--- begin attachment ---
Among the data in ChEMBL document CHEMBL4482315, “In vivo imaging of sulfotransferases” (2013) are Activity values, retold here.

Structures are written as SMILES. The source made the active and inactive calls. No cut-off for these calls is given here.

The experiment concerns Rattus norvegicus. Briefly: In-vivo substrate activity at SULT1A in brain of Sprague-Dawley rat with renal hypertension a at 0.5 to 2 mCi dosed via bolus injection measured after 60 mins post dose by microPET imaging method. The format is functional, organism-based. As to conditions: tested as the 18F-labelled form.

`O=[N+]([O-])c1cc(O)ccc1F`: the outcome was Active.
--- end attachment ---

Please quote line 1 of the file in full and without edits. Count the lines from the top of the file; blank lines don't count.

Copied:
Among the data in ChEMBL document CHEMBL4482315, “In vivo imaging of sulfotransferases” (2013) are Activity values, retold here.